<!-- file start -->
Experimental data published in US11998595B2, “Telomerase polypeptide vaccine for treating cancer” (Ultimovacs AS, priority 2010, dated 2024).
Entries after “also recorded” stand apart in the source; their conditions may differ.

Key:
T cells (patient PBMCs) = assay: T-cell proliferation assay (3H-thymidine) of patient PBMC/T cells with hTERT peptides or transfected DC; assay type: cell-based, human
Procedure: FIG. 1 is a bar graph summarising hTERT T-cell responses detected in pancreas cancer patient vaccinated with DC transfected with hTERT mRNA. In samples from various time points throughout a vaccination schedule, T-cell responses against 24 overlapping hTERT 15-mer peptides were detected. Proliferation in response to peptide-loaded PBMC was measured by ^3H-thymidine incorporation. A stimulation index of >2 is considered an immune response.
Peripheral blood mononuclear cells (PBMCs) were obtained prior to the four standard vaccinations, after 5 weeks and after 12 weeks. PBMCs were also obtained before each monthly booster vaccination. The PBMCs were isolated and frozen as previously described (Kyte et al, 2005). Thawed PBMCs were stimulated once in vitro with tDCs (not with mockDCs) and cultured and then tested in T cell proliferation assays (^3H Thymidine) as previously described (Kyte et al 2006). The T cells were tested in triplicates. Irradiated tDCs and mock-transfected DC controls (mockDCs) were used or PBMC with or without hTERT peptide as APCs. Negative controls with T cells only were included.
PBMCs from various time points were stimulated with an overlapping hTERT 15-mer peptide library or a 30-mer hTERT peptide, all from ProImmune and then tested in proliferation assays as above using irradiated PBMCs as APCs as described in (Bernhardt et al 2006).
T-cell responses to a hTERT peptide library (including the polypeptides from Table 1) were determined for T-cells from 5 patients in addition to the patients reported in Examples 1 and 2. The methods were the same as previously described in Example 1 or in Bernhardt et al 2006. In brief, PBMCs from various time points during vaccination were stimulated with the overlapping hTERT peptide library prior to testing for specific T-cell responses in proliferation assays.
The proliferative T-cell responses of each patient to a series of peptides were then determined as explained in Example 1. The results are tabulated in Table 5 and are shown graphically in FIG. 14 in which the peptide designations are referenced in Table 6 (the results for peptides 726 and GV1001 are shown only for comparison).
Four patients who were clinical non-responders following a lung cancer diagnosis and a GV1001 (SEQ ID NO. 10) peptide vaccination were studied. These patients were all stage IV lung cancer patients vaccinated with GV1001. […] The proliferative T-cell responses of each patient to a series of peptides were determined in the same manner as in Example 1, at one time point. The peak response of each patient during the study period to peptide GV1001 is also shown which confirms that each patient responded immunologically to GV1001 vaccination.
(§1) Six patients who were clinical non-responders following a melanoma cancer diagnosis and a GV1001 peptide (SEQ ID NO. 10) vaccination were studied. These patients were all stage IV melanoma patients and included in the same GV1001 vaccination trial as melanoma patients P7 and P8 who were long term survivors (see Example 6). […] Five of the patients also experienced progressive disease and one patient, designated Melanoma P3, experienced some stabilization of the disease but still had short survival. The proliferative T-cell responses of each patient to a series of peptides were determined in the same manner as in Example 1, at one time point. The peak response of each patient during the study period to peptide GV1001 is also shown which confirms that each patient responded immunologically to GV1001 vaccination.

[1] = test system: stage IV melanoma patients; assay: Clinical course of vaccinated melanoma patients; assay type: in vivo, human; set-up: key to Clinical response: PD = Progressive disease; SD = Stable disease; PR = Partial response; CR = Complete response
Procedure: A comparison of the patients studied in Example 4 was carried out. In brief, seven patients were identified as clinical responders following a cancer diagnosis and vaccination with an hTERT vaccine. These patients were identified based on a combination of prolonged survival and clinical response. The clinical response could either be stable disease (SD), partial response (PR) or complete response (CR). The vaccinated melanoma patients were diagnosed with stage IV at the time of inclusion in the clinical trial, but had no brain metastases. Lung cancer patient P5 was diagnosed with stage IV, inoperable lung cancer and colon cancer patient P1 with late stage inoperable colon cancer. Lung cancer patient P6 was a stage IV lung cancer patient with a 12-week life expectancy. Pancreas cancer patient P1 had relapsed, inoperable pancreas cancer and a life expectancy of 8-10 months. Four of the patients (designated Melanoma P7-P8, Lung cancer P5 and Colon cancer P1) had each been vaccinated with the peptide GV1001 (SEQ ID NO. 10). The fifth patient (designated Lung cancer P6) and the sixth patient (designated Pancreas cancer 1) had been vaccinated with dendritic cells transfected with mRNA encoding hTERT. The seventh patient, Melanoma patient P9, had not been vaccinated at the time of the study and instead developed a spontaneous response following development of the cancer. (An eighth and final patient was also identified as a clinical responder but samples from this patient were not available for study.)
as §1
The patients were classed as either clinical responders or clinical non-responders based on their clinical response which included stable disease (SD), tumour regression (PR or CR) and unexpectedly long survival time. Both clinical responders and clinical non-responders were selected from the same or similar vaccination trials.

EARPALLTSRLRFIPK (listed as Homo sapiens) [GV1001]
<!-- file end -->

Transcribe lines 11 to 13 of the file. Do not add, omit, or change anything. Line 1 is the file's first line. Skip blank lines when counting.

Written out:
(§1) Six patients who were clinical non-responders following a melanoma cancer diagnosis and a GV1001 peptide (SEQ ID NO. 10) vaccination were studied. These patients were all stage IV melanoma patients and included in the same GV1001 vaccination trial as melanoma patients P7 and P8 who were long term survivors (see Example 6). […] Five of the patients also experienced progressive disease and one patient, designated Melanoma P3, experienced some stabilization of the disease but still had short survival. The proliferative T-cell responses of each patient to a series of peptides were determined in the same manner as in Example 1, at one time point. The peak response of each patient during the study period to peptide GV1001 is also shown which confirms that each patient responded immunologically to GV1001 vaccination.

[1] = test system: stage IV melanoma patients; assay: Clinical course of vaccinated melanoma patients; assay type: in vivo, human; set-up: key to Clinical response: PD = Progressive disease; SD = Stable disease; PR = Partial response; CR = Complete response
Procedure: A comparison of the patients studied in Example 4 was carried out. In brief, seven patients were identified as clinical responders following a cancer diagnosis and vaccination with an hTERT vaccine. These patients were identified based on a combination of prolonged survival and clinical response. The clinical response could either be stable disease (SD), partial response (PR) or complete response (CR). The vaccinated melanoma patients were diagnosed with stage IV at the time of inclusion in the clinical trial, but had no brain metastases. Lung cancer patient P5 was diagnosed with stage IV, inoperable lung cancer and colon cancer patient P1 with late stage inoperable colon cancer. Lung cancer patient P6 was a stage IV lung cancer patient with a 12-week life expectancy. Pancreas cancer patient P1 had relapsed, inoperable pancreas cancer and a life expectancy of 8-10 months. Four of the patients (designated Melanoma P7-P8, Lung cancer P5 and Colon cancer P1) had each been vaccinated with the peptide GV1001 (SEQ ID NO. 10). The fifth patient (designated Lung cancer P6) and the sixth patient (designated Pancreas cancer 1) had been vaccinated with dendritic cells transfected with mRNA encoding hTERT. The seventh patient, Melanoma patient P9, had not been vaccinated at the time of the study and instead developed a spontaneous response following development of the cancer. (An eighth and final patient was also identified as a clinical responder but samples from this patient were not available for study.)